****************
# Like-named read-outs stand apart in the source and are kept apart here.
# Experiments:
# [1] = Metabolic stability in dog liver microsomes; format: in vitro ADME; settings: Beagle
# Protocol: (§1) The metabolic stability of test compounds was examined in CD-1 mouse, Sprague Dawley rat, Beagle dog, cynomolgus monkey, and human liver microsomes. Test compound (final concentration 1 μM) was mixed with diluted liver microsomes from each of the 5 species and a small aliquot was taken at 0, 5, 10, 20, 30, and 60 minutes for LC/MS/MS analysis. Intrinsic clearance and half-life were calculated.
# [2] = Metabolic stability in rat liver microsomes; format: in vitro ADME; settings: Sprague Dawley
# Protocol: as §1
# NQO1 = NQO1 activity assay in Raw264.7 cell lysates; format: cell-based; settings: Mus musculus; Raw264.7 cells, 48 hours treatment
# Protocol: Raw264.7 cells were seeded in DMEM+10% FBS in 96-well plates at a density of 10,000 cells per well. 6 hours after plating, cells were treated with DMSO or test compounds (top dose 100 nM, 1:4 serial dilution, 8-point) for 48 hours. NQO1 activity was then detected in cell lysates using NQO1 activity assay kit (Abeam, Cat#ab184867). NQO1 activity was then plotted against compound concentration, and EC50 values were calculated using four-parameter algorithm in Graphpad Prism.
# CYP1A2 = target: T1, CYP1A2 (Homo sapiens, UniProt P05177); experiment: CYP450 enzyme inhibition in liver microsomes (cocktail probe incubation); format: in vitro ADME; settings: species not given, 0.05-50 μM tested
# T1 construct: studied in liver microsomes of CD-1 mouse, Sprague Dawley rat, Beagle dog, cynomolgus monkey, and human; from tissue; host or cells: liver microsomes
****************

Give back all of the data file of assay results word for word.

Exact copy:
# Like-named read-outs stand apart in the source and are kept apart here.
# Experiments:
# [1] = Metabolic stability in dog liver microsomes; format: in vitro ADME; settings: Beagle
# Protocol: (§1) The metabolic stability of test compounds was examined in CD-1 mouse, Sprague Dawley rat, Beagle dog, cynomolgus monkey, and human liver microsomes. Test compound (final concentration 1 μM) was mixed with diluted liver microsomes from each of the 5 species and a small aliquot was taken at 0, 5, 10, 20, 30, and 60 minutes for LC/MS/MS analysis. Intrinsic clearance and half-life were calculated.
# [2] = Metabolic stability in rat liver microsomes; format: in vitro ADME; settings: Sprague Dawley
# Protocol: as §1
# NQO1 = NQO1 activity assay in Raw264.7 cell lysates; format: cell-based; settings: Mus musculus; Raw264.7 cells, 48 hours treatment
# Protocol: Raw264.7 cells were seeded in DMEM+10% FBS in 96-well plates at a density of 10,000 cells per well. 6 hours after plating, cells were treated with DMSO or test compounds (top dose 100 nM, 1:4 serial dilution, 8-point) for 48 hours. NQO1 activity was then detected in cell lysates using NQO1 activity assay kit (Abeam, Cat#ab184867). NQO1 activity was then plotted against compound concentration, and EC50 values were calculated using four-parameter algorithm in Graphpad Prism.
# CYP1A2 = target: T1, CYP1A2 (Homo sapiens, UniProt P05177); experiment: CYP450 enzyme inhibition in liver microsomes (cocktail probe incubation); format: in vitro ADME; settings: species not given, 0.05-50 μM tested
# T1 construct: studied in liver microsomes of CD-1 mouse, Sprague Dawley rat, Beagle dog, cynomolgus monkey, and human; from tissue; host or cells: liver microsomes